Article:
modprobe zaptel
	              modprobe wctdm
	/etc/rc.d/init.d/asterisk start

By now, the card is in a PCI slot on the Asterisk server, the phone line is connected, and you've compiled and installed the Zaptel drivers. Your next step is to define the FXO trunk connection as a channel that is usable by Asterisk. Once defined, you can reference the channel within your Asterisk call-routing scheme. The POTS line can serve as the full-time gateway for all PSTN calls and all telephones in your home or office. Or the POTS line can just be a connection mechanism so that the Asterisk server can answer incoming calls on the POTS line if they aren't answered by a person within a certain number of rings. But first, the FXO connection must become a named Asterisk channel.

Each voice channel in Asterisk has a number. This number consistently represents the same channel throughout all of Asterisk's configuration files and in its logging output. The numbering of voice channels—especially those that require a dedicated piece of interface hardware in the server—is determined by the order in which their drivers are loaded and the order in which they are identified in the PC's PCI bus. Figuring out which card is which—say, in a situation where you have just installed three or four X100P cards, each with its own POTS line—can require a bit of trial and error. In this project, we're using only one card and one line, so it should be a breeze.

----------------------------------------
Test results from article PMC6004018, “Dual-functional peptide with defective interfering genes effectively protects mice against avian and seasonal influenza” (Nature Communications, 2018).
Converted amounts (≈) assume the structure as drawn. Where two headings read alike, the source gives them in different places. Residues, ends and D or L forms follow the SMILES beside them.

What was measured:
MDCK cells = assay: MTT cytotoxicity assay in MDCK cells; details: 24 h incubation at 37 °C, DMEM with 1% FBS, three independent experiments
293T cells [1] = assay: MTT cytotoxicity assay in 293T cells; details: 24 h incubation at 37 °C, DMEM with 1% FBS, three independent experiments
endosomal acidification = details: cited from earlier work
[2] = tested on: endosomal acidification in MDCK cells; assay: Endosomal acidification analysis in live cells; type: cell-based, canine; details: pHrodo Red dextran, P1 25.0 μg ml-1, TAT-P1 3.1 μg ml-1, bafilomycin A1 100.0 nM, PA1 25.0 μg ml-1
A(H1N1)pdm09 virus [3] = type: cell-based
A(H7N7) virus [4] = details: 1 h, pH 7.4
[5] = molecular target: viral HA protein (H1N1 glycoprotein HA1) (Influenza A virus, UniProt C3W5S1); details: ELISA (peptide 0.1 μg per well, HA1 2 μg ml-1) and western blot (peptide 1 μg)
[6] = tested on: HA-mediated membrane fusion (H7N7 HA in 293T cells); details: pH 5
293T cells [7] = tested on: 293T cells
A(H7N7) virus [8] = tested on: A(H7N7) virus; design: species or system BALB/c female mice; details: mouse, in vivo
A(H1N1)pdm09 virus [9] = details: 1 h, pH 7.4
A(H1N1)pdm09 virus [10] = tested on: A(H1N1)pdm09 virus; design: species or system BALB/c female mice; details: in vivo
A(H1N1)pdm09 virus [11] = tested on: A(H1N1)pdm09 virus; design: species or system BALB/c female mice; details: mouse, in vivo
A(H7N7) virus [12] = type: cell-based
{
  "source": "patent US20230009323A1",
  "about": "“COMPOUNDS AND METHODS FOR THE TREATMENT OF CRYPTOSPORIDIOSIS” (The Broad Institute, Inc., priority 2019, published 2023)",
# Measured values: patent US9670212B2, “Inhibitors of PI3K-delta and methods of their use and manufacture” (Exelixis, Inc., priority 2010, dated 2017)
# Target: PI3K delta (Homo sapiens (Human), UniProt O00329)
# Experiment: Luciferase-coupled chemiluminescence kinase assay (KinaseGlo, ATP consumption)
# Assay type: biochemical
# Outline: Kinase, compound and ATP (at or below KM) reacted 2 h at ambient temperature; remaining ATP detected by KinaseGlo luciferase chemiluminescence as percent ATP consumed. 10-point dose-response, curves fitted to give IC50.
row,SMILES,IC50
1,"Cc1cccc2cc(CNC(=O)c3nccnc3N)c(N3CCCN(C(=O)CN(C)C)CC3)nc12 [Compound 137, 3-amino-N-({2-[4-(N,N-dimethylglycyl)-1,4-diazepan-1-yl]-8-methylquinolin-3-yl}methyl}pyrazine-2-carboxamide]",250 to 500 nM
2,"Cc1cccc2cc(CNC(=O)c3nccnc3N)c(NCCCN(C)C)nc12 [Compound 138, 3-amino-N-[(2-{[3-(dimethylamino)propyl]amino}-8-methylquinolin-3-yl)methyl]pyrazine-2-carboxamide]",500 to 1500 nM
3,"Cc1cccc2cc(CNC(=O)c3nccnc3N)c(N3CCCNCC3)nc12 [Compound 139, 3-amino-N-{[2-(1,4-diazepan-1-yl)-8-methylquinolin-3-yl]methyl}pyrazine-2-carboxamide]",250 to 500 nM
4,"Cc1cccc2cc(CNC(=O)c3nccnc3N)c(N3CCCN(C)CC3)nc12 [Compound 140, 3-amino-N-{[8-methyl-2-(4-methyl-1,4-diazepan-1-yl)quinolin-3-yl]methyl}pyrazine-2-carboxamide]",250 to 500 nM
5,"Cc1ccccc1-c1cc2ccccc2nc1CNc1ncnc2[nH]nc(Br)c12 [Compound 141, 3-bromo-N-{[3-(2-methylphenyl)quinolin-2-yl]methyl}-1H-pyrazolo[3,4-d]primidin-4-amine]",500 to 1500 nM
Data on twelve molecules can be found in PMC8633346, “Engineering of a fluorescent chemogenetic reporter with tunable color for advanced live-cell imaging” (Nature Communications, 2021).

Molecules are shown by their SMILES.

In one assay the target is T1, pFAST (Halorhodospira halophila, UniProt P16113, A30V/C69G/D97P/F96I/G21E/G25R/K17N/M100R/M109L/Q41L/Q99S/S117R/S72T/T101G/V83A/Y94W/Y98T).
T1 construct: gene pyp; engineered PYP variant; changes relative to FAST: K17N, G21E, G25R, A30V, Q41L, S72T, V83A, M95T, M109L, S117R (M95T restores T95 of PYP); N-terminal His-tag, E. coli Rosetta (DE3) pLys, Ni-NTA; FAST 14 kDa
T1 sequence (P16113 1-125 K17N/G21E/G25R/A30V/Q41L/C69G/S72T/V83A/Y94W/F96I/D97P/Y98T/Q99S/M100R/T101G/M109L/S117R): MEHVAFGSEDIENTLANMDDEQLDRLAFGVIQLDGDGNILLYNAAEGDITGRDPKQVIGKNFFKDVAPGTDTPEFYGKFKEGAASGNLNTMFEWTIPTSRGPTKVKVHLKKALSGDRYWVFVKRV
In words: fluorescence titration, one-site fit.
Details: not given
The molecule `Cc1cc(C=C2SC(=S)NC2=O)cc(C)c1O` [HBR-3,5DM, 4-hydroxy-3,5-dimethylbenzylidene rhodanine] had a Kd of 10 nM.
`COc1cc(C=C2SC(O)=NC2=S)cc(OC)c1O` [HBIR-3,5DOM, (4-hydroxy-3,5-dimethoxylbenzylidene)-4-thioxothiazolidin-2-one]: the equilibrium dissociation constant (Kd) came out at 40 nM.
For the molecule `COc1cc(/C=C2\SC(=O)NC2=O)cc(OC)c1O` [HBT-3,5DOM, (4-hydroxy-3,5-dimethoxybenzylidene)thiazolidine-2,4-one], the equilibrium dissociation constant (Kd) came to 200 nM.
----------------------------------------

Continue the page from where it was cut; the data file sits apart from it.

The voice channel we're going to create will be called Zap/1-1. Asterisk follows a similar convention when naming all voice channels, even if they aren't analog phone line channels. The channel name is divided into two pieces. The first piece, Zap/1, refers to the physical Zaptel interface channel (which is either an FXO/FXS interface or a PRI channel). The second piece, -1, refers to the line number (more on multiple-line interfaces later).


For Zaptel interfaces that support only a single line, you can refer to them without the line number—i.e., Zap/1 and not Zap/1-1.

Assuming you haven't touched the Asterisk configuration files since running make samples in the first Asterisk hack, you'll have to make only two quick config changes to fire up your POTS line. The first change is in /etc/zaptel.conf. Add the following lines to the end of the file: